The Lord’s Evaluation
Okay, so what about this man, Job? The verses tell us there was no one like Job in all the earth, according to the Lord and it is obvious that the prince of darkness held a similar opinion. To him, Job was a city set on a hill that could not be hid. Of all men, Job could not live or die unto himself. His fall would be the stumbling block for many. There is no doubt that because of this he became a central target for Satan, someone that he had indeed set his heart on with unceasing thought and fiendish plans to steal, kill and destroy.
Also, understand the attacks had absolutely nothing to do with Job, the man. It was his soul Satan was after. It was his faith and integrity of heart that was under attack.
Satan did not say, “Take away his wealth, because he has too much.” He said, “Take it away and he will renounce you.” Satan could not care less about Job’s wealth, or health, or family. It was Job’s devotion and love for the Lord that irritated Satan.
I think the clearest illustration of this truth is seen in Mark 4:14-20. Specifically verse 15, when Jesus said, “Satan comes immediately to take away the Word that was sown.” Notice it was the Word he was after, not the soil. In fact, verse 17 clearly says that the adversity comes because of the Word that was sown! You may think you are pretty good and special, but you, in and of yourself, mean nothing to Satan. Your devotion and your faith are what he hates. It is the good fight of faith we are to fight
Proverbs 24:10 says, “if you faint in the day of adversity your faith was weak.” One translation says that your faith was shallow (or insincere). The Living Bible says it even plainer when it says you are a poor specimen if you can’t stand the pressure of adversity. OUCH!
I have heard it rightly said that you could judge a man’s commitment by how much of a storm it would take before he gave up and quit. That being true, we can see the immense confidence the Lord has in His servant Job.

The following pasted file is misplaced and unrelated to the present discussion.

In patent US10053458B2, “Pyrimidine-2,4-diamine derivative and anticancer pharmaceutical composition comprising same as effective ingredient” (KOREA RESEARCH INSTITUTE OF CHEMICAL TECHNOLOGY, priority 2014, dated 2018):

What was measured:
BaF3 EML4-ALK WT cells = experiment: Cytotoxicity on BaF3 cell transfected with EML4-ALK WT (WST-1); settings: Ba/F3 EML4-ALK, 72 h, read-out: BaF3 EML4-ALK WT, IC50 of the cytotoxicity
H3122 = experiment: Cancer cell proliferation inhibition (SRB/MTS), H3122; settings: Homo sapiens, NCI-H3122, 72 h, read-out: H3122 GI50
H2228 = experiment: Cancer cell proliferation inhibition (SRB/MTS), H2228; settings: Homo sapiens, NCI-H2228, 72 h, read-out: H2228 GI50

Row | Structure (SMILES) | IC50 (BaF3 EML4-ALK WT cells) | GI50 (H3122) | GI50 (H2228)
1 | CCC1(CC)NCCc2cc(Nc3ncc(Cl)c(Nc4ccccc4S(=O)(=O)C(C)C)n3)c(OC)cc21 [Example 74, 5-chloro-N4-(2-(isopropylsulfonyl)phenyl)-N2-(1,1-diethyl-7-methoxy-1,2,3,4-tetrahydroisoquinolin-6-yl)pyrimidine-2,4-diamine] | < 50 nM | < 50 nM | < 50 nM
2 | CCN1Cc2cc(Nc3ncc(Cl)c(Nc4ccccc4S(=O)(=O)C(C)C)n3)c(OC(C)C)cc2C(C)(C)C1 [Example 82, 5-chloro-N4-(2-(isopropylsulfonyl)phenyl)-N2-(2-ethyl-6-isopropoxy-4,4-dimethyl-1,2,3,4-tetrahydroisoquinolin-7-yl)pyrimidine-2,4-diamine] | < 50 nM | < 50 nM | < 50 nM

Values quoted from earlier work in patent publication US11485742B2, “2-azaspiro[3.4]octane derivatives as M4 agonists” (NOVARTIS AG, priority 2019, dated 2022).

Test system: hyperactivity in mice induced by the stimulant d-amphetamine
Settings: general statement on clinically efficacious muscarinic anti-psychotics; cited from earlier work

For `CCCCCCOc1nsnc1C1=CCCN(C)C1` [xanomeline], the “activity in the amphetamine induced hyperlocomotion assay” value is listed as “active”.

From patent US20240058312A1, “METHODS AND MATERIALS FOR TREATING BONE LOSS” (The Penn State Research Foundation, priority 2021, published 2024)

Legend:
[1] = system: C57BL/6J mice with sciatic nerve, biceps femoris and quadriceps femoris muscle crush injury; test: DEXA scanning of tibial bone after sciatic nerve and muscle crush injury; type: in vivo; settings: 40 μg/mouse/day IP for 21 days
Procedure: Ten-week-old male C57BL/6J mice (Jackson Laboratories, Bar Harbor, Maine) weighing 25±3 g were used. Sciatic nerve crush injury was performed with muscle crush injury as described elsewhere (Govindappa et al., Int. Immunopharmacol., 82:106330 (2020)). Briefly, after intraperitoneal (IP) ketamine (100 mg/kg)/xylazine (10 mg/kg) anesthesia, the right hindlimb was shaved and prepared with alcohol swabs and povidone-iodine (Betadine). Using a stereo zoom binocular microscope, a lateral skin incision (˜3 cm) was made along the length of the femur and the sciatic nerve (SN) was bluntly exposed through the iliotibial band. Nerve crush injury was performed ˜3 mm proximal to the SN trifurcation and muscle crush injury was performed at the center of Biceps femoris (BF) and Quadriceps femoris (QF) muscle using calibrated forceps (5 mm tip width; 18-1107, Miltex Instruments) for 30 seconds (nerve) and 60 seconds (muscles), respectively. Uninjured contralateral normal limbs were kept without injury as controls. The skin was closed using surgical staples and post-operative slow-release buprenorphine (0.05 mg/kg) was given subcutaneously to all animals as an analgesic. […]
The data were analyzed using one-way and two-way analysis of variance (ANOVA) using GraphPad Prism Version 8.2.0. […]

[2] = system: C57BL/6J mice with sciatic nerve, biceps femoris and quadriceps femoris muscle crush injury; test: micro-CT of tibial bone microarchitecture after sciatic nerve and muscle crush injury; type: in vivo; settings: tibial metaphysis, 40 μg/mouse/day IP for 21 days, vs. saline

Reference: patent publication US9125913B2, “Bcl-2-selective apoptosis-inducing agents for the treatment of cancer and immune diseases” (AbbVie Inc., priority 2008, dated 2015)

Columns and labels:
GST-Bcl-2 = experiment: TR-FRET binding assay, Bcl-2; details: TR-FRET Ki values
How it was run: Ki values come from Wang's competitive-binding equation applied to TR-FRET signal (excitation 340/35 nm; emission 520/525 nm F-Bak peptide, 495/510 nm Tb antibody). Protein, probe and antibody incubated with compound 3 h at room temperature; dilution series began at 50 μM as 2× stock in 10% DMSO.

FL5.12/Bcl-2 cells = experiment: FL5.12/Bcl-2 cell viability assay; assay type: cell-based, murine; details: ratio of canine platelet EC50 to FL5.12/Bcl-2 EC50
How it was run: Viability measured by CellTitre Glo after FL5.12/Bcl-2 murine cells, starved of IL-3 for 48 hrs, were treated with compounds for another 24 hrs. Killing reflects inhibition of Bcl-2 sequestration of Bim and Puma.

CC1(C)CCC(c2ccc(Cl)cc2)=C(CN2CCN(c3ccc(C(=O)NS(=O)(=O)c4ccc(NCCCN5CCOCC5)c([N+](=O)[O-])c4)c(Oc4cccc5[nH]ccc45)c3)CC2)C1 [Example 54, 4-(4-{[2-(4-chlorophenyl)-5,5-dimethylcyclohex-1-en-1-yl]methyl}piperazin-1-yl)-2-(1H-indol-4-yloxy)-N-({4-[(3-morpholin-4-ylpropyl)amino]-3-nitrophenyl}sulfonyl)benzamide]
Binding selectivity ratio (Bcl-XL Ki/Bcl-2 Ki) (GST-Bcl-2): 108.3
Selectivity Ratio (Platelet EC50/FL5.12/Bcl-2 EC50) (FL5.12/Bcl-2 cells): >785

One of my favorite stories is John Bunyan’s classic, Pilgrim’s Progress. In this story, Young Christian, the hero of the tale, faces many hardships and terrible troubles, yet with undaunted faith and commitment he continues on his journey to the City of Zion. At one point he faces “a foul fiend … named Apollyon. After some discourse between them, they push into a battle.” Finally, poor Christian was wounded, bruised and knocked down to the point that he began to despair of life. Reaching for his Sword one more time, he yelled out “Don’t rejoice over me, O my Enemy! When I fall, I shall arise;” and with that gave Apollyon a deadly thrust.
Maybe we need to have such tenacity. Such boldness. At the end of the story is a poem that was set to music by a former Pastor of mine. He called it The Pilgrim Song and the lyrics go like this:
He who would Valiant be, against all disaster;
Let him in constancy follow the master.
There’s no discouragement shall make him once relent
his first avowed intent to be a pilgrim
Though foes beset him around with dreadful stories;
they but themselves confound, His strength the more is.
though he with giants fight he shall make good his right to be a pilgrim.
Since, Lord, thou do defend us with your Spirit;
We know we, at the end, shall life inherit.
Than fancies flee away,
I’ll care not what men say,
I’ll labor night and day to be a pilgrim.
There’s no discouragement shall make us once relent
our first avowed intent to be a pilgrim.
You see brothers and sisters, when we face our trials, large or small, we can settle for lukewarm, diluted faith—or we can seek the real thing: the type of faith that never gives up on it’s “first avowed intent to be a pilgrim.”
True victory and joy doesn’t depend on the circumstances around us. We rejoice even though, Peter says, even though now for a little while we are subject to suffering. We don’t rejoice because of the suffering, but in spite of our suffering. We don’t rejoice because times are hard; we rejoice in spite of the hardship.
Dr. David Osborn once said, “Too often we try to use God to change our circumstances, while he is using our circumstances to change us.”
We can express joy in the midst of pain and suffering because God says pain and suffering can stretch our faith, develop our faith, grow our faith. And that is a good thing!
If you are interested, you can download the whole study of Job.
Other Bible Studies and Commentary are available at Doulos Studies.